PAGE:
The Causal Effect of School Reform: Evidence from California's Quality Education Investment Act
AbstractBeginning in the 2007-08 school year, California's Quality Education Investment Act required schools selected via lottery to institute reforms including class size reduction, increased average teacher experience, and extra professional training. The act provided additional per-pupil funding for schools to meet these requirements. Conditional on known probabilities of selection, which differed across schools, treatment is uncorrelated with potential outcomes, allowing for non-parametric identification of the causal effect by inverse probability weighting. In the first fully-funded year of the program, math scores in 4th grade increased by 0.32 SD in the population of California school-grade averages, and by the second fully-funded year 5th grade math scores improved by 0.36 SD. By the third fully-funded year of the program, math scores in 2nd grade were 0.28 SD higher in the distribution of California school-grade averages, and 0.27 SD higher in 3rd grade. Selected schools did not increase teacher experience, and had 4 to 4.4 fewer students in the first fully-funded year in 4th and 5th$ grade. In kindergarten through 3rd grade class sizes were reduced later and less dramatically, by 3 to 4 students by the third fully-funded year, due primarily to unselected schools exiting California's previous class size reduction program. The timing of class size reductions and student achievement gains suggests class size was the driving factor.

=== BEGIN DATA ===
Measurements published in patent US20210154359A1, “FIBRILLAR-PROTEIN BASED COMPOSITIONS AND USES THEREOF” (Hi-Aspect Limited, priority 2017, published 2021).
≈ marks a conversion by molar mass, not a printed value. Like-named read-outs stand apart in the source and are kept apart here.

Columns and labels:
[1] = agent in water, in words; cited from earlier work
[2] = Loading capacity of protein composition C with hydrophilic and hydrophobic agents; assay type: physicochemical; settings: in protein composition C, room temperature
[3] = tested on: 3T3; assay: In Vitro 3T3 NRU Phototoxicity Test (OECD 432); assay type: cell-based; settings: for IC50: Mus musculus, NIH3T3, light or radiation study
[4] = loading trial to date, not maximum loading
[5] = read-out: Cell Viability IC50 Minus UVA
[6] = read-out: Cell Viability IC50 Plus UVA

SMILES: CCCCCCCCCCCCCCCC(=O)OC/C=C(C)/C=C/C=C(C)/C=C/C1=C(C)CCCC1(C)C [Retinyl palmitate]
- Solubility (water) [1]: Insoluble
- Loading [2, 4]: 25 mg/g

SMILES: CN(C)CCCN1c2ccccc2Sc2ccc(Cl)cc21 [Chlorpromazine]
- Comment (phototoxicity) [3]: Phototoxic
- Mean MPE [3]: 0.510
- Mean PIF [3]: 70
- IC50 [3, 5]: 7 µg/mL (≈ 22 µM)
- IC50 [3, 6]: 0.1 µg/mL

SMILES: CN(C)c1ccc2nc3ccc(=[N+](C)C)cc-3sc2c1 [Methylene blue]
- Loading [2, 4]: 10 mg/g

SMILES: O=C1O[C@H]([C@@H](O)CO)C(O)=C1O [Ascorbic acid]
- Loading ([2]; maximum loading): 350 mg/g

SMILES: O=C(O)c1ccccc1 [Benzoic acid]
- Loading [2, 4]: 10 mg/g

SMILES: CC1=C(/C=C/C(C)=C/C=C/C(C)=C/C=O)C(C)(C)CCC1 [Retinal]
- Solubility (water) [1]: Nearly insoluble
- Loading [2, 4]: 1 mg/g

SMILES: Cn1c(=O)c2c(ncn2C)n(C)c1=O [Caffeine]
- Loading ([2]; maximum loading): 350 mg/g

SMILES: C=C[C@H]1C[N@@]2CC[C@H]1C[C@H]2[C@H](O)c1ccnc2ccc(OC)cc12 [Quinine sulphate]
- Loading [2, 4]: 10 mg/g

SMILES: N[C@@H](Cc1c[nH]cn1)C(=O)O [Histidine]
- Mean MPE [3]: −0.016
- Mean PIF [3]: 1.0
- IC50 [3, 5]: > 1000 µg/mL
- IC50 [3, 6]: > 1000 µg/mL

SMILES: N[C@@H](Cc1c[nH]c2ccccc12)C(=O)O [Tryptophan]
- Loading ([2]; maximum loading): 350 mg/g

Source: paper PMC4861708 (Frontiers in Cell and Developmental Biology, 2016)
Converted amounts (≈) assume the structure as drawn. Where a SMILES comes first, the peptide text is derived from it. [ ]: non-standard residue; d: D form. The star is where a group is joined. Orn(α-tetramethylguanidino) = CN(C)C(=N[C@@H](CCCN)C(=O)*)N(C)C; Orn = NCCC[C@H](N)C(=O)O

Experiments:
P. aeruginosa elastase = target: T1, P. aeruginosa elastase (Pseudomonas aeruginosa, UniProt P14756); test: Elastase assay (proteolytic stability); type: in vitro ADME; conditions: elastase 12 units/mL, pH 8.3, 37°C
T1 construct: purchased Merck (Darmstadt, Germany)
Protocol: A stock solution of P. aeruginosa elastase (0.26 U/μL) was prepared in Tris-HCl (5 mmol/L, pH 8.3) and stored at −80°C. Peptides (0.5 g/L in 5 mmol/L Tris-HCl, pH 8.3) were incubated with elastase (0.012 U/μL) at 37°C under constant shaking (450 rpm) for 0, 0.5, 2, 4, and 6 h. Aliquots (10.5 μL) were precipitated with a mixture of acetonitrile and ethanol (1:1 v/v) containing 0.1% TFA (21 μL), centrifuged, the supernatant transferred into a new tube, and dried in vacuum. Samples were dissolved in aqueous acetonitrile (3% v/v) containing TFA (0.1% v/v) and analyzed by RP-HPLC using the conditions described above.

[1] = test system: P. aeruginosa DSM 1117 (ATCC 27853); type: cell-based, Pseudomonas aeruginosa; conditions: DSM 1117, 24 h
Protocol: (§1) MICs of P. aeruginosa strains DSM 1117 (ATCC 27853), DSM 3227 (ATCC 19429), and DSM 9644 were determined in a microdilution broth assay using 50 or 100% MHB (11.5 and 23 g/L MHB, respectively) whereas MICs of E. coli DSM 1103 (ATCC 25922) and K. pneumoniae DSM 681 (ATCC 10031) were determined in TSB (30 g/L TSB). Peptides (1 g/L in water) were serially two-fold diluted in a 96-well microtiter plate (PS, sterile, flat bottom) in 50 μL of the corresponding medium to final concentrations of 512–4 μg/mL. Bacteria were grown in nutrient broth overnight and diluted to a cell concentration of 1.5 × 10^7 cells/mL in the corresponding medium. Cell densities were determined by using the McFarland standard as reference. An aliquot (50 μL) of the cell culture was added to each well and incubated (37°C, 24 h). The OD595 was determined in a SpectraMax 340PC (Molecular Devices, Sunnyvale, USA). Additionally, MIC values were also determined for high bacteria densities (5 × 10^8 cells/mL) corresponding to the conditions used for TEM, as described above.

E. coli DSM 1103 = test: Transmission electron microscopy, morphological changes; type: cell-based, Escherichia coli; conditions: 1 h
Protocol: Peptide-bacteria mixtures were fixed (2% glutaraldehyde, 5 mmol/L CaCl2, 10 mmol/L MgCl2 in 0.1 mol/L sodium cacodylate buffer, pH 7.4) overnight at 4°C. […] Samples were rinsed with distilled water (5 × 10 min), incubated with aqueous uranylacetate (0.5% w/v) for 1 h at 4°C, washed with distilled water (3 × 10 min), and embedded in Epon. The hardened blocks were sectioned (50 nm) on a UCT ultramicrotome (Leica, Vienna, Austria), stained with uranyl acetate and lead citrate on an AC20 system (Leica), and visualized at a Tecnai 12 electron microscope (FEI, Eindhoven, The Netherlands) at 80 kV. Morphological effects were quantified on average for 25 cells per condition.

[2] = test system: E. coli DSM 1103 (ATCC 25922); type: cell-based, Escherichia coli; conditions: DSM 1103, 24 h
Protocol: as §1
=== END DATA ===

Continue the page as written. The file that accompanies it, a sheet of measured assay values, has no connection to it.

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Bibliographic InfoPaper provided by Job Market Papers in its series 2013 Papers with number pbu326.
Date of creation: 12 Dec 2013
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Find related papers by JEL classification:
- H75 - Public Economics - - State and Local Government; Intergovernmental Relations - - - State and Local Government: Health, Education, and Welfare
- I21 - Health, Education, and Welfare - - Education - - - Analysis of Education
- J45 - Labor and Demographic Economics - - Particular Labor Markets - - - Public Sector Labor Markets
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